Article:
Accepting Credit Cards: 5 Things You Need To Know

07/05/2010 04:44 pm ET | Updated Aug 06, 2011

Sure, some businesses are cash-only and do just fine -- the local ice cream parlor, the greasy spoon diner down the street, the flea market that's been around for a century. But these days, in a nation where floating on credit is as American as apple pie, you've got to take plastic.

While they require some infrastructure upgrades and come with annoying fees, it has become increasingly difficult to run a full-fledged business -- especially in retail -- without accepting credit and debit cards. But despite the drawbacks, the added convenience for customers could lead to bigger purchases at the register. "You want to be accessible, and you want to broaden your opportunity to close the sale," says Greg Hammermaster, president of Sage Payment Solutions, which helps more than 140,000 businesses and organizations accept electronic payments, including credit and debit cards, electronic checks, gift cards and automatic recurring payments.

So how can you make your business credit card-friendly? Here are five things you need to know.

1. Apply for merchant status.
What is merchant status? The term means you can be entrusted to allow customers to pay you with a MasterCard, Visa, American Express and the like. So why shouldn't they trust you? Well, maybe trust isn't the right word, but credit-card issuers like to see that their merchants are as creditworthy, or more so, than their credit-card users. If, say, an identity thief uses somebody's card to buy a lot of merchandise, your business is going to be on the receiving end of a chargeback -- a transaction that the bank is going to send back to you. So if the aforementioned identity thief makes off with $532 in merchandise, the bank is going to take that from your company's checking account. When you apply for merchant status, in many ways you're proving that you are financially stable. If you're not sure where to apply, your bank is a good place to start. And even if they don't offer credit cards to merchants, they can likely point you in the right direction.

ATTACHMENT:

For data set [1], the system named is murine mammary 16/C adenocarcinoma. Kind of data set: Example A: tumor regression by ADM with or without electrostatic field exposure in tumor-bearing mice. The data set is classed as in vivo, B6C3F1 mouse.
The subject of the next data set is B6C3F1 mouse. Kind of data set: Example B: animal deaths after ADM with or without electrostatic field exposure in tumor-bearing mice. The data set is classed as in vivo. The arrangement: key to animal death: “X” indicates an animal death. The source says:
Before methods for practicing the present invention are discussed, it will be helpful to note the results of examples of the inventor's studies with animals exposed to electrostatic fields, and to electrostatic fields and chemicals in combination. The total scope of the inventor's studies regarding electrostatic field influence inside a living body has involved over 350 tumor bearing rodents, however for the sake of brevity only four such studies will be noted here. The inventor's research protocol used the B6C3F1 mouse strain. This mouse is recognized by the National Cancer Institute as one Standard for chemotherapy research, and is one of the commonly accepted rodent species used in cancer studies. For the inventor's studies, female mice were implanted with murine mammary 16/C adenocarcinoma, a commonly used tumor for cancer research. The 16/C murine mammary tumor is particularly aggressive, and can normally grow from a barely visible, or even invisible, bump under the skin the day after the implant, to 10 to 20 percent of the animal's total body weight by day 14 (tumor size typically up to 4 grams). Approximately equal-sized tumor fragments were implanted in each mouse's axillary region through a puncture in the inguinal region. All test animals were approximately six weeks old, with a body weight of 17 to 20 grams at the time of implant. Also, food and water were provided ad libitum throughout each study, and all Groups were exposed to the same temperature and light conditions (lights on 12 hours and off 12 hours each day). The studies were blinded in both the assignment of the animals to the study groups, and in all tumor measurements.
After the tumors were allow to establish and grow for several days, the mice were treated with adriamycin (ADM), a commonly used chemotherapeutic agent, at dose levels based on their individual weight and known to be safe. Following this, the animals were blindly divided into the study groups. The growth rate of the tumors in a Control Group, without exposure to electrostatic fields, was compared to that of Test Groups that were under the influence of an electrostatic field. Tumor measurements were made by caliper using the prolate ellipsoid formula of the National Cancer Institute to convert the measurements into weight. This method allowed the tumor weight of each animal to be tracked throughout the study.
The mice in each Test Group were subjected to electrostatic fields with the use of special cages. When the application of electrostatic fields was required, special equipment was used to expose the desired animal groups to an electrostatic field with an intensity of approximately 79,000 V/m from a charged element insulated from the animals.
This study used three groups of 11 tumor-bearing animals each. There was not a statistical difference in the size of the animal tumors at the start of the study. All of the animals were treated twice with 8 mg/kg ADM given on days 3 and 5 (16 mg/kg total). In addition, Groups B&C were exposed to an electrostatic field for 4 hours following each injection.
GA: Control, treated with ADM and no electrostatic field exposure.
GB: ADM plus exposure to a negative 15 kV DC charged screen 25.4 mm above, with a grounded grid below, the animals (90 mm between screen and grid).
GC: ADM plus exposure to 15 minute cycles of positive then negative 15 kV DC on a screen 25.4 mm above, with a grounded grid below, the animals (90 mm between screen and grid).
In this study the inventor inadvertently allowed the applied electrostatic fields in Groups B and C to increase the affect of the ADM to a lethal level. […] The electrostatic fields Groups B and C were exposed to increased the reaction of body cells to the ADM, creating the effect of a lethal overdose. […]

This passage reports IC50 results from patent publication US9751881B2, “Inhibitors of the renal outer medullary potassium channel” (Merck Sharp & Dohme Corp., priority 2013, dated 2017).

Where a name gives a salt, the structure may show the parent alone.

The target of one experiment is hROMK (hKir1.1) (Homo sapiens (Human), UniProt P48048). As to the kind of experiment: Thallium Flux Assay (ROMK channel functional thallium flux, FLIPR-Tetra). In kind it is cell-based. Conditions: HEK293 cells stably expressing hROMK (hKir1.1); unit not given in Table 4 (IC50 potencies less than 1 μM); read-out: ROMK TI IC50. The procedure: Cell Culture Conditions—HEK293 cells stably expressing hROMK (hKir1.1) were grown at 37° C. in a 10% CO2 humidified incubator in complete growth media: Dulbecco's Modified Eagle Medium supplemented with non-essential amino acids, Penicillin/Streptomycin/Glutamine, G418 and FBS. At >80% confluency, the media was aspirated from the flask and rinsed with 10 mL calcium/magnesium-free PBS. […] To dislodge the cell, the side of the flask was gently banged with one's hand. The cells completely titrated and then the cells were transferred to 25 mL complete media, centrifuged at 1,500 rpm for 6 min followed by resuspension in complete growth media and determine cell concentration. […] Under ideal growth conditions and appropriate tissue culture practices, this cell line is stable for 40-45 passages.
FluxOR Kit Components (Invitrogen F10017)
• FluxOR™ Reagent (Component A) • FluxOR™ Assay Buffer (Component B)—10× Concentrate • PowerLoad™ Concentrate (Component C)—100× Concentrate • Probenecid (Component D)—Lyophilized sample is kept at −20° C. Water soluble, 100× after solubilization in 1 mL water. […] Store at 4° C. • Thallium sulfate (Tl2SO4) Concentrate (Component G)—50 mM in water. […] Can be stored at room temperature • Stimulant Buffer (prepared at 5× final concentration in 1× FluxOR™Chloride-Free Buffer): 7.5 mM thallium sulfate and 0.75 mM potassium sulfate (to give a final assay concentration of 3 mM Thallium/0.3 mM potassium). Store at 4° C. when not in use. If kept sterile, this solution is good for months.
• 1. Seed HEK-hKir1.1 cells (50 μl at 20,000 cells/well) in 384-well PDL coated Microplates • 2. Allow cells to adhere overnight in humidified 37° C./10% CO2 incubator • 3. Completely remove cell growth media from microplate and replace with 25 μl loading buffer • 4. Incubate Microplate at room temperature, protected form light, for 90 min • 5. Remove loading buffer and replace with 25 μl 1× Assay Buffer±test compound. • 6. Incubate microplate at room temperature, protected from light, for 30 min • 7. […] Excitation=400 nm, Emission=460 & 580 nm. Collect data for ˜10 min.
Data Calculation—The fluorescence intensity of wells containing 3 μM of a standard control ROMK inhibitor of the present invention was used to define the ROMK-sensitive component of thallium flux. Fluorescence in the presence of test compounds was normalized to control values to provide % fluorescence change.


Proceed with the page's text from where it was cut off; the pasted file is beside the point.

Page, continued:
2. Get your paperwork ready.
Exactly what documentation you need will be spelled out on any application you fill out, but generally we're talking about references from anyone you've worked with, your financials from the last couple years (if it's a brand new business, you may have to supply your own checking account information), your business plan, possibly your resume or CV (curriculum vitae) -- just about anything you can think of is likely something the lender has thought of and will want to see.

3. Expect fees.
You probably know this already. Interchange fees, also known as swipe fees, have been in the news a lot lately. In a tough economy, some business owners have voiced their objection to the high cost of interchange fees, and Congress has moved to limit how much credit-card and debit-card providers can charge. But what you may not know is that having bad credit can affect how much your interchange fees are. "Typically, you'd get 2 percent, but if you have bad credit, your interchange fee might be 2.5 percent or 3 percent of the purchase," Hammermaster says.

4. Set aside a security deposit.
Because of the possibility of the aforementioned chargebacks, you'll likely have to put down a security deposit to ensure the credit-card issuer the money is there if you can't eat the costs of these nefarious charges. If you're selling furniture or computer equipment, the deposit may be pretty significant -- like $10,000 or more, suggests Hammermaster. If you're selling baby clothing or some other item that retails for a low price, you may only be looking at several hundred dollars.

5. Remember the equipment.
The tools come with a price, and that price can vary quite a bit. If you really want to go cheap, there are some manual card printers -- where you have to place a phone call to the credit-card company and ask for an authorization number in order to accept the charge -- that go for as low as $22. But an electronic terminal can run anywhere from $150 to $600 and more, depending how sophisticated it is. For instance, do you want the transaction to be fast, so your customers aren't tapping their fingers? Can the printer print custom receipts with your logo and upcoming store promotions? One thing to keep in mind is that a card swipe is the final step in the customer experience, so it may not be the best place to pinch pennies. A higher upfront cost now could pay dividends in the long run.

The original version of this article appeared on AOL Small Business on 7/5/10.

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